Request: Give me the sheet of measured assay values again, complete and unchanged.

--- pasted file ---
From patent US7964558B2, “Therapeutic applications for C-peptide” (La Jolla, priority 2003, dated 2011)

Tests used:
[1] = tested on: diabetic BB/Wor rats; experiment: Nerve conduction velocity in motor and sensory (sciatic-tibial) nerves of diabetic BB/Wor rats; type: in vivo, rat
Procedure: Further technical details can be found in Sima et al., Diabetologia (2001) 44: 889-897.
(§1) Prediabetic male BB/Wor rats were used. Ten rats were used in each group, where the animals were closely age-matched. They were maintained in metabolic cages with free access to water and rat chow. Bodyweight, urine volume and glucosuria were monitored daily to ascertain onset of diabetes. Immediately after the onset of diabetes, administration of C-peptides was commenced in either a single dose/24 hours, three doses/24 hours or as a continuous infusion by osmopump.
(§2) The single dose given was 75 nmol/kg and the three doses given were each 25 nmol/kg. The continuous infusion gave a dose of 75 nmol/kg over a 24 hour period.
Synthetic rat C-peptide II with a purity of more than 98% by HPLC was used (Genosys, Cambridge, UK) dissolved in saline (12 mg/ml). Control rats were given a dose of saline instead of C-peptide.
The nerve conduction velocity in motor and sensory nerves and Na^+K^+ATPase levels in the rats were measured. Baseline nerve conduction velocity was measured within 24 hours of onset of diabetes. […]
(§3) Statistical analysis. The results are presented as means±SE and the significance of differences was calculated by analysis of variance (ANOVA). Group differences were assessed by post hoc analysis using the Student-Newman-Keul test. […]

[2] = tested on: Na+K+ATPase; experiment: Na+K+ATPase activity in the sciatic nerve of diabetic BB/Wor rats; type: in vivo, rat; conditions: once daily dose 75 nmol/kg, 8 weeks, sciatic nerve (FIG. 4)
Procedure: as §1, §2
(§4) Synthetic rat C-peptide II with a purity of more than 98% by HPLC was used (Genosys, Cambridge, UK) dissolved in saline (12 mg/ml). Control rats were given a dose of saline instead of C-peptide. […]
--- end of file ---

From patent US7964558B2, “Therapeutic applications for C-peptide” (La Jolla, priority 2003, dated 2011)

Tests used:
[1] = tested on: diabetic BB/Wor rats; experiment: Nerve conduction velocity in motor and sensory (sciatic-tibial) nerves of diabetic BB/Wor rats; type: in vivo, rat
Procedure: Further technical details can be found in Sima et al., Diabetologia (2001) 44: 889-897.
(§1) Prediabetic male BB/Wor rats were used. Ten rats were used in each group, where the animals were closely age-matched. They were maintained in metabolic cages with free access to water and rat chow. Bodyweight, urine volume and glucosuria were monitored daily to ascertain onset of diabetes. Immediately after the onset of diabetes, administration of C-peptides was commenced in either a single dose/24 hours, three doses/24 hours or as a continuous infusion by osmopump.
(§2) The single dose given was 75 nmol/kg and the three doses given were each 25 nmol/kg. The continuous infusion gave a dose of 75 nmol/kg over a 24 hour period.
Synthetic rat C-peptide II with a purity of more than 98% by HPLC was used (Genosys, Cambridge, UK) dissolved in saline (12 mg/ml). Control rats were given a dose of saline instead of C-peptide.
The nerve conduction velocity in motor and sensory nerves and Na^+K^+ATPase levels in the rats were measured. Baseline nerve conduction velocity was measured within 24 hours of onset of diabetes. […]
(§3) Statistical analysis. The results are presented as means±SE and the significance of differences was calculated by analysis of variance (ANOVA). Group differences were assessed by post hoc analysis using the Student-Newman-Keul test. […]

[2] = tested on: Na+K+ATPase; experiment: Na+K+ATPase activity in the sciatic nerve of diabetic BB/Wor rats; type: in vivo, rat; conditions: once daily dose 75 nmol/kg, 8 weeks, sciatic nerve (FIG. 4)
Procedure: as §1, §2
(§4) Synthetic rat C-peptide II with a purity of more than 98% by HPLC was used (Genosys, Cambridge, UK) dissolved in saline (12 mg/ml). Control rats were given a dose of saline instead of C-peptide. […]